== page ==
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Louis Aragon: The military: parasite and defender of parasitism


Anti-war essays, poems, short stories and literary excerpts

French writers on war and peace

Louis Aragon: Selections on war


Louis Aragon
From The Bells of Basel (1934)
Translated by Haakon Chevalier


“If I lend money not to Pierre de Sabran but to the Turks to massacre the Greeks, or to the English to make hash of the Hindus, or to the French – let’s not forget the French! – to enable them to treat themselves to morocco leather vests? Then I’m no longer a usurer, I ‘live on my income,’ I go and clip my coupons, I am respected by my concierge. I can do even better if I chuck enough cash into some racket or other in which the government is interested. I’ll be given the Legion of Honor on the 14th of July, and I’ll have the right to be buried at the state’s expense with a lot of poor idiots in the procession who’ve been grabbed for two years to be taught to defend the Gauloise bicycle, Job cigarette paper, and Meunier chocolates!”

“An anti-militarist to boot!” General Dorsch managed to stammer.

“You’ve got me wrong, General! The Army is an institution that is much too useful to usurers for me to be an anti-militarist. I see no objection to maintaining armed bands who year in and year out do nothing but pretend to work, present arms, do right and left turns and indulge in other pastimes that combine the useful and the agreeable, provided these bands with their chiefs and subordinates are ready to protect me, my complicated operations and my usurer’s’s rates, as in case of need they will protect Monsieur Peugeot, and the Isola brothers, and the owner of the Dufayel Establishments and the Chabanais brothel. Labor leaders, agitators, strikers, and other rabble rousers have hit on the idea of lumping all of us together as parasites – you as well as me, General, Monsieur Lebaudy as well as the nearest grocer – and they’re right. Why not admit it? I don’t see anything shocking about it. I’d like to know why it’s any better to be the animal afflicted with parasites than the parasite on the animal’s back. On the contrary, I personally think this is what is called civilization. We have reached a period of culture and refinement which necessitates a great division of labor. Why, just look – commerce used to be despised, it was closed to the nobility. All that has completely changed. Parasitism is a superior form of sociability, and the future belongs to parasitism – the whole problem is continually to invent new forms! I drink to parasitism, and you’ll agree that I’m right!”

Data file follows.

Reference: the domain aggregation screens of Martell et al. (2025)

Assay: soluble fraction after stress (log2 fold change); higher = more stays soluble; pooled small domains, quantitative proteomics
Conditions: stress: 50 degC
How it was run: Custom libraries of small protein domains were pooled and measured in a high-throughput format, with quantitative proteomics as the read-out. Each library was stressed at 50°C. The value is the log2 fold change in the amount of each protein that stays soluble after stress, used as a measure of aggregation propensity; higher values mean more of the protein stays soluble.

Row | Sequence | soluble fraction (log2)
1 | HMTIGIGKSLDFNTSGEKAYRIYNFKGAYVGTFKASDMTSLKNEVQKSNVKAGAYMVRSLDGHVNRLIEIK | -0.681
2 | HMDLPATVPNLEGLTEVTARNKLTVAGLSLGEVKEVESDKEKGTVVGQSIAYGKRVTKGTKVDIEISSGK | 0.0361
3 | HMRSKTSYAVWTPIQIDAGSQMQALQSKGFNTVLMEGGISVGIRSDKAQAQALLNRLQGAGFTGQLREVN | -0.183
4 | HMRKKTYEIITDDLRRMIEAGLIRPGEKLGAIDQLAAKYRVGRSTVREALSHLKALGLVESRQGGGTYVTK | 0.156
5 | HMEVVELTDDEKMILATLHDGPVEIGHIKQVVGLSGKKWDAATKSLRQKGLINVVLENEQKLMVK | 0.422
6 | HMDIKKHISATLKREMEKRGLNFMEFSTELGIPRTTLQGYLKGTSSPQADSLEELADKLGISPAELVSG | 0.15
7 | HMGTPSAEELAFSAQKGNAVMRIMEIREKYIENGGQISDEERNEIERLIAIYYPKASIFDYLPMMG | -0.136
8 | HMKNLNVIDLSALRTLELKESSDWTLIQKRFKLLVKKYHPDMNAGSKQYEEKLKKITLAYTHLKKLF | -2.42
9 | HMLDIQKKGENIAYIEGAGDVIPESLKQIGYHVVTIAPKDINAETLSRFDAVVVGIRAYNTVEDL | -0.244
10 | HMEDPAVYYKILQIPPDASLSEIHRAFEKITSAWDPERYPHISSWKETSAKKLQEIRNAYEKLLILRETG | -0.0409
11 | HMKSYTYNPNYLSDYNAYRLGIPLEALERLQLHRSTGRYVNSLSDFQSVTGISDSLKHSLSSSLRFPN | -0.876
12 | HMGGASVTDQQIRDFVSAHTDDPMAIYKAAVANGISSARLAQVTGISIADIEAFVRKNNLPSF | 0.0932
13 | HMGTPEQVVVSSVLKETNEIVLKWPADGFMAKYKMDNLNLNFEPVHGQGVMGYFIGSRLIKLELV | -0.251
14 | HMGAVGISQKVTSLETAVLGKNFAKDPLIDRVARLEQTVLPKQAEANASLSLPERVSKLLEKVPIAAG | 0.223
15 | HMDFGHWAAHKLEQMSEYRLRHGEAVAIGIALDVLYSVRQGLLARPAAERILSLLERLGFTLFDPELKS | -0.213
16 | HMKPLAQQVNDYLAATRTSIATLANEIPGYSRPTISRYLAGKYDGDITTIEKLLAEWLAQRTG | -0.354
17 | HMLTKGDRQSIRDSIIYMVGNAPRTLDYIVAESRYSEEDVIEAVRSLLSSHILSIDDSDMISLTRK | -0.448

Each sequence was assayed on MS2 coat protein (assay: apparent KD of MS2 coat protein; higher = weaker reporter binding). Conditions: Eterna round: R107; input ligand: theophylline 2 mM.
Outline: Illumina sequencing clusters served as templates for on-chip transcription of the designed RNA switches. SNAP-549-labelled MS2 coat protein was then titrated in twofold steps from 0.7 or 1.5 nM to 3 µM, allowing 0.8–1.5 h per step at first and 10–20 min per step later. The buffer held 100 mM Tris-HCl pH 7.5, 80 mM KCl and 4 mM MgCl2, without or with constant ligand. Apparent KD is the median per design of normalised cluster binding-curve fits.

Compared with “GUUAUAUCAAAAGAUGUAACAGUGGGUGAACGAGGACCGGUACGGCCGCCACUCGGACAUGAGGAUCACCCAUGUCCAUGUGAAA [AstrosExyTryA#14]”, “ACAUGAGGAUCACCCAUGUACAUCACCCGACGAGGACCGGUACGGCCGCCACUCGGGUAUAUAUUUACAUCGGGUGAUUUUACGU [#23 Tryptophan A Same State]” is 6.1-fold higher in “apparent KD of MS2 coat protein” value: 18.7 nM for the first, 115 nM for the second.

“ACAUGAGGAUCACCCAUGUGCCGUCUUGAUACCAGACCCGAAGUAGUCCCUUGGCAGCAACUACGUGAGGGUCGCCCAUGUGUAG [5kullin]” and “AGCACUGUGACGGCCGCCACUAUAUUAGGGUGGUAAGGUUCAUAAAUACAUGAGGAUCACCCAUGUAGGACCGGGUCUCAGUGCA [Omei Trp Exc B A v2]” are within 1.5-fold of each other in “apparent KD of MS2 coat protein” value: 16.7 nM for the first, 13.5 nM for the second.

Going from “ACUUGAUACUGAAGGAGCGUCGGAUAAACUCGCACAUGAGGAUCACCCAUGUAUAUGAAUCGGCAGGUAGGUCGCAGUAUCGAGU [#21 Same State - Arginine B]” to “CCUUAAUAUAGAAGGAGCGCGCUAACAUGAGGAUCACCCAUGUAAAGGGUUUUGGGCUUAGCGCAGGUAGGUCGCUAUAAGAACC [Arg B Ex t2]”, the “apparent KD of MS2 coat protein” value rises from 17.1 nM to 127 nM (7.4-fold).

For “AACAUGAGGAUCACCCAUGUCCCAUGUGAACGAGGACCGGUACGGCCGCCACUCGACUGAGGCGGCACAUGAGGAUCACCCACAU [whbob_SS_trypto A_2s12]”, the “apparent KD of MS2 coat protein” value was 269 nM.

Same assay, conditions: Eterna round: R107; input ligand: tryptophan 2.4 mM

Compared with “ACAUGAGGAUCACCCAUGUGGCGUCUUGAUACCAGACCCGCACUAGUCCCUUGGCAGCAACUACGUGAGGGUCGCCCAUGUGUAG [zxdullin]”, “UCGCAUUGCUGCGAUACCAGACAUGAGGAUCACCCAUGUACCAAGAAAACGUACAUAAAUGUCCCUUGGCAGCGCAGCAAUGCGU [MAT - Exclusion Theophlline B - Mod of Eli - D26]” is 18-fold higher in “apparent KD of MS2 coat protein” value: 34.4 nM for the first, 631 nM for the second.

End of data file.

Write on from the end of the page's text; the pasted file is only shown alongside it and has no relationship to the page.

General Dorsch was trying to find some gesture by which he could get out of this gracefully. He accordingly took the glass of fine Napoléon (which Brunel was handing him, remarking that there was a fellow – Napoleon – who had been a parasite of the first water) and, raising it, with a certain majesty, he finally found a formula:

“I drink,” he said, “to patriotism!”

“There! exclaimed Georges, “just what I said!”


“Get this my friend: right now all our resources are none too great to help carry out the armirable work which France is undertaking in Morocco…

“Old man, you’ve got to understand that it’s not that I believe in all the twaddle, all the big words that are used to stir up the crowds…When I say France, it’s a very simple manner of speak, which means we – a certain group of common interests…It’s at least a little more exciting to lend money for an enterprise of this kind than to play your little skin game at 100 per cent interest with boobs like Sabran, who spoils the whole show by blowing out his brains. In my game, hundreds of Sabrans are pawns in a game that is incomparably more interesting, and if any of them break their necks at it, well, at least it’s not for nothing! Killed in action on the field of honor – that’s much more swanky than suicide! And after the smoke has cleared away you still have left a real honest-to-goodness colony, mines, cultivated land, towns, ports, roads, railways…”

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